Saturday, October 23, 2010

These Foolish Things (1973)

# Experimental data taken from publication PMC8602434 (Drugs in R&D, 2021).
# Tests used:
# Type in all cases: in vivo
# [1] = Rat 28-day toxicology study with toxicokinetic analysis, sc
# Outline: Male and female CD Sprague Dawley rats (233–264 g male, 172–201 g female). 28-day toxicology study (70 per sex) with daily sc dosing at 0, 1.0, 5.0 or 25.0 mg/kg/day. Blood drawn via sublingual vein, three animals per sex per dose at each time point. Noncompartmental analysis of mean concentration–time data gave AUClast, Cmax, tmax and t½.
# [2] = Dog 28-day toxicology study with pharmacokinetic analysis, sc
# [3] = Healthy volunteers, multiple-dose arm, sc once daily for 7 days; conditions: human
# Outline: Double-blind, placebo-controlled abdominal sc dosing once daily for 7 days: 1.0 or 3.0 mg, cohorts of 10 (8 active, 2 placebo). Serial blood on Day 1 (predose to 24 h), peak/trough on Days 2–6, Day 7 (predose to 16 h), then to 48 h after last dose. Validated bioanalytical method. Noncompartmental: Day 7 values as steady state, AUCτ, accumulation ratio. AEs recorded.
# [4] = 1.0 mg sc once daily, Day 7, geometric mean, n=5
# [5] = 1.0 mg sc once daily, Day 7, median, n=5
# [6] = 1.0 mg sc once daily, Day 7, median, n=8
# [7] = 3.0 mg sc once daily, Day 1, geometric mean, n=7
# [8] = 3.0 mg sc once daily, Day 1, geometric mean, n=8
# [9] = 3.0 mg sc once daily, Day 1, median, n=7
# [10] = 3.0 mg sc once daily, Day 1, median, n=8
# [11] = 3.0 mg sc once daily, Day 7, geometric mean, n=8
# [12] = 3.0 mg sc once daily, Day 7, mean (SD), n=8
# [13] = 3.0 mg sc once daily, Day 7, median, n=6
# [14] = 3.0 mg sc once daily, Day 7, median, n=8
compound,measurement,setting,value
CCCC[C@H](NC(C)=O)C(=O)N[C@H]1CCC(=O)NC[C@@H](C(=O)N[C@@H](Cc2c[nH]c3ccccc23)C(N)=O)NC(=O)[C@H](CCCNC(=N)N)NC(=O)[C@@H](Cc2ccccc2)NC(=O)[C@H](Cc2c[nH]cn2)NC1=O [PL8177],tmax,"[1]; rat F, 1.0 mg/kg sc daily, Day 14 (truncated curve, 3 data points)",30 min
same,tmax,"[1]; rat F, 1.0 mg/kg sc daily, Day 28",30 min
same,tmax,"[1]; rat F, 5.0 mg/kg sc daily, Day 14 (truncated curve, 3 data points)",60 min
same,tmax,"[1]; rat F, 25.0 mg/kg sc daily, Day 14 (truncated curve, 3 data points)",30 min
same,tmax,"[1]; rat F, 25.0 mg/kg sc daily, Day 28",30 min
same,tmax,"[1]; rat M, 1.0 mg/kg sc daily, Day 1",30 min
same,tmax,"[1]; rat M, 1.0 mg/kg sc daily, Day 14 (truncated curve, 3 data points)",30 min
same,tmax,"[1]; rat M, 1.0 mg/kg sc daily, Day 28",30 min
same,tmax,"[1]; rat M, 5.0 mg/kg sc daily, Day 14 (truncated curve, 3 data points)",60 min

Sounding as fresh today as it did practically 40 years ago, but is it a miraculous accident? I always thought there was something special about this, a kind of first-ever "tribute" album even if it is all done nominally by one artist about several others but basically the same proto-new wave idea—wackee coverz. It's the redoubtable Bryan Ferry in his first solo outing after what? A couple of Roxy Music albums? The cheek! And then to roam so wantonly and yet obviously deliberately from Bob Dylan (start with Bob Dylan) to Ketty Lester to the Crickets to Janis Joplin to Elvis Presley to Lesley Gore, and I'm still on the first side of the vinyl LP, which packs 13 songs in to a set that constantly surprises. The big showboat version here of "Don't Worry Baby" gets within shouting distance of the Beach Boys original—I would even say it's the better of the two, quite impressive. "It's My Party" is obvious camp, then and now, and yet the band and performance are extra hot somehow. And the Dylan cover I think is no send-up; whatever Bryan Ferry the singer is concerned about in this song, however he is interpreting "hard rain," he does sound like it's something he cares about. The second side arguably loses its way some, with off choices of songs if not artists: "Sympathy for the Devil" by the Rolling Stones, "The Tracks of My Tears" by Smokey/Miracles, and "You Won't See Me" by the Beatles. But it redeems itself and any outstanding doubts about the album as a whole with a gorgeous take on the title song, a Depression-era standard written by Eric Maschiwitz and Jack Strachey and recorded by Dorothy Dickson rife with lovely images: "A tinklin' piano in the next apartment / Those stumblin' words that told you what my heart meant / A fairground's painted swings" and "The sigh of midnight trains in empty stations / Silk stockings thrown aside, dance invitations / Oh, how the ghost of you clings." Look, I know I'm giving Bryan Ferry big, big props here on taste alone. But there are also a good many fine performances and much comical nuance surfacing along the way in this charming mess. That it sounds better than ever is only more cause to celebrate. Somebody open a bottle of champagne.

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